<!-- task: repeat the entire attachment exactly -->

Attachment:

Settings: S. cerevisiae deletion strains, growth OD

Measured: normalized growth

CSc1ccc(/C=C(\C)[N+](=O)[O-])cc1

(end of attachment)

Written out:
Settings: S. cerevisiae deletion strains, growth OD

Measured: normalized growth

CSc1ccc(/C=C(\C)[N+](=O)[O-])cc1